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Macron pledges ‘new way of doing things’ on campaign trail

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LE HAVRE, FRANCE - APRIL 14: French President and liberal party La Republique en Marche (LREM) candidate for re-election Emmanuel Macron leaves the Andre-Malraux Art Museum, during a campaign visit in Le Havre, France on April 14, 2022 ( Loic BARATOUX - Anadolu Agency )
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Apr 19, 2022 - 04:00 AM

PARIS (AA) – French President Emmanuel Macron continued his campaign for the presidency Monday with both in-person appearances and those on television as he faces a stiff second-round runoff with far-right candidate Marine Le Pen on April 24.

Macron was the guest of the program C a vous, on the France5 television channel Monday evening, where he established clear intentions for change were he to be elected for the next five years.

“I learned I need to consult more,” said the incumbent when asked what that change would look like.

As of Monday, Macron was leading in the polls by 12%, according to polling by Ipsos-Sopra Steria for French news outlet franceinfo. It is a lead he has maintained by one or two points over the past week since first-round voting on April 10, when he and Le Pen emerged from a field of a dozen candidates.

But on C a vous, Macron pledged to viewers and voters that he would not be one to “do the same thing” in his next five years, vowing to make alterations if re-elected to the Elysee and use a more involved approach.

The president’s first term was marked by a string of crises, including the almost year-long Yellow Vest strikes protesting fuel prices and the struggle of the lower classes, followed by months of transit strikes, which preceded the COVID pandemic, and ending with the war in Ukraine on the edge of Europe.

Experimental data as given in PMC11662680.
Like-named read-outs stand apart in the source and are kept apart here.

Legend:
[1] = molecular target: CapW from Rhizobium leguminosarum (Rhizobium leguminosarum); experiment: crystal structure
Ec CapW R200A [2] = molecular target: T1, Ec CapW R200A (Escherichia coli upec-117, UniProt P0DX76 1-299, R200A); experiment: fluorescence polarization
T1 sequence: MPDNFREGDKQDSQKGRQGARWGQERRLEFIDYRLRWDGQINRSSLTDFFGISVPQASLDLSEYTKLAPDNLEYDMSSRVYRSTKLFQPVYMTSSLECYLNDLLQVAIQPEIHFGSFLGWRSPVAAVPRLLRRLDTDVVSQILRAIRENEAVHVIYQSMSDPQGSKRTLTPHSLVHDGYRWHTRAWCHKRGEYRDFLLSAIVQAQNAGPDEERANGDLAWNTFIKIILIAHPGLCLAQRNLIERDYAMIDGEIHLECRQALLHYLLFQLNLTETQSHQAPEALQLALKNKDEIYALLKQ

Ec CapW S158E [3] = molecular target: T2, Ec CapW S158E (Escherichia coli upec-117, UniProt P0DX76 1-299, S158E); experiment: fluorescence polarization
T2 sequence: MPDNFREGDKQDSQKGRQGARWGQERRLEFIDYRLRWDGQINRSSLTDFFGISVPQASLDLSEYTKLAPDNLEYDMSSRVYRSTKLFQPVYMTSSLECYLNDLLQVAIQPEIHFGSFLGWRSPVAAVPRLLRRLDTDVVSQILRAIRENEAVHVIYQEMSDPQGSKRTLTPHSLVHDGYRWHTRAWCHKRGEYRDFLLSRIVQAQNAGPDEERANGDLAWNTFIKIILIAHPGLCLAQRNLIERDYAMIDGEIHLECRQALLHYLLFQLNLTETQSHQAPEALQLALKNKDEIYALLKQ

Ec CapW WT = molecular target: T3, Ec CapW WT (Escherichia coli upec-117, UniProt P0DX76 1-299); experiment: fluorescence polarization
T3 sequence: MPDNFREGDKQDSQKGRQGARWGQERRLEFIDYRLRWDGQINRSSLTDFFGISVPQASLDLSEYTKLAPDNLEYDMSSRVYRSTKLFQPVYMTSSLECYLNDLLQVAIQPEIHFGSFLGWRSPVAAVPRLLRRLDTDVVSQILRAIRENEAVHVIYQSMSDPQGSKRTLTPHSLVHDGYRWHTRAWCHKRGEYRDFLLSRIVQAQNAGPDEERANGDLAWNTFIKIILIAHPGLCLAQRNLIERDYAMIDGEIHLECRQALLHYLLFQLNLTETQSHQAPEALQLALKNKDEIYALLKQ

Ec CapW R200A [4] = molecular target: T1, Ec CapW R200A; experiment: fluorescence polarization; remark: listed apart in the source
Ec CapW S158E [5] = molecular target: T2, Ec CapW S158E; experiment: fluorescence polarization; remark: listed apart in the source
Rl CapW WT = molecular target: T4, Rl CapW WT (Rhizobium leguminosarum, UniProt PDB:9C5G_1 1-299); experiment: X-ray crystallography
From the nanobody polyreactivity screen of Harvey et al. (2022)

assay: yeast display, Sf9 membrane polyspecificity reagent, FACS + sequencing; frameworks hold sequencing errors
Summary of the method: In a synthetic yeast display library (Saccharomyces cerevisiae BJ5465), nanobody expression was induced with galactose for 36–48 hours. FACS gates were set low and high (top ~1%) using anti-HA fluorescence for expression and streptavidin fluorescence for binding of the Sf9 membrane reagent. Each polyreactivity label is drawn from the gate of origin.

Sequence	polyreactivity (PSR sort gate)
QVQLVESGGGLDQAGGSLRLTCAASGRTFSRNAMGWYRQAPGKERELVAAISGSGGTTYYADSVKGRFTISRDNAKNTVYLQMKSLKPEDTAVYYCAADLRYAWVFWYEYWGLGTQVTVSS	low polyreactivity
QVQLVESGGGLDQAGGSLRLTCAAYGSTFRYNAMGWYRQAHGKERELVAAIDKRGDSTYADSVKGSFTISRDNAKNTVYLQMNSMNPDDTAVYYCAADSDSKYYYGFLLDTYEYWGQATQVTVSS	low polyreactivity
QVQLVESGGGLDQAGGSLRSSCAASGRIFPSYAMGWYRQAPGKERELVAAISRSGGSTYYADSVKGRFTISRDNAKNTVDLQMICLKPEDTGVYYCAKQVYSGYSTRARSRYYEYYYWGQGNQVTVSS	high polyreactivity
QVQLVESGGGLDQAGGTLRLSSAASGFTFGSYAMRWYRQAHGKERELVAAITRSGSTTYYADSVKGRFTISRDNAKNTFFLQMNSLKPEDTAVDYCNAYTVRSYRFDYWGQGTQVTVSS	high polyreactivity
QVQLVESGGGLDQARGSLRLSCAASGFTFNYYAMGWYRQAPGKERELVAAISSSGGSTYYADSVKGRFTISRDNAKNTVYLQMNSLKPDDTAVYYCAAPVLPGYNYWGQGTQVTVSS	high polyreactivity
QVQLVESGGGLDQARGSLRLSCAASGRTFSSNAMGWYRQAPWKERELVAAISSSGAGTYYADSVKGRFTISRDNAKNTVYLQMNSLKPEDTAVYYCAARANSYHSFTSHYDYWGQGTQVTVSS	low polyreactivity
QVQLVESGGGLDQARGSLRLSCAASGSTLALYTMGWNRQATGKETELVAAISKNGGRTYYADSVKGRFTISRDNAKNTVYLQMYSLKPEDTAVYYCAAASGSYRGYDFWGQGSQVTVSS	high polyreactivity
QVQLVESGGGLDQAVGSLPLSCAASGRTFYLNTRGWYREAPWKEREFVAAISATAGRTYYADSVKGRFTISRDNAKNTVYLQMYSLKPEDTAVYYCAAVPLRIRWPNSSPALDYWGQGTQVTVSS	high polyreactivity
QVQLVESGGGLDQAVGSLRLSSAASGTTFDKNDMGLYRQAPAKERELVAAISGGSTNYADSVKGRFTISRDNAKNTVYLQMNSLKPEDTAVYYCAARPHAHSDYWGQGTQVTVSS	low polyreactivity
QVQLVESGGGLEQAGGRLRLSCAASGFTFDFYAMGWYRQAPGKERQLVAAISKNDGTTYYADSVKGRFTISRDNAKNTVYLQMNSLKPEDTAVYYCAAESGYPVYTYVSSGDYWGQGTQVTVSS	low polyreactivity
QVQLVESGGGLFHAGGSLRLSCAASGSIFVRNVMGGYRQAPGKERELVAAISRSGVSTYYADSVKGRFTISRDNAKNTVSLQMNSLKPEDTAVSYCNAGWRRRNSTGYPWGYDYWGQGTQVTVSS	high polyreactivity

When asked about pension reform — a huge thorn in the side for voters and one of the motivations for strikes at the end of 2019 — Macron said it will be one of the top agenda items for his administration as soon as they are re-installed.

On the matter of abstention, Macron was very insistent on voters going to the polls and not wasting their vote.

“There is something that is taking hold in our democracy which is unhealthy, which is to say, ‘If they are not exactly my ideas perfectly, it is not worth anything.’ We have to get out of this fantasy of purity,” he said.

Le Pen used the start of the week to campaign vigorously, appearing in Calvados on Monday to pose for pictures with enthusiastic voters and press her points.

The two candidates will meet head-to-head in a televised debate on Wednesday evening.

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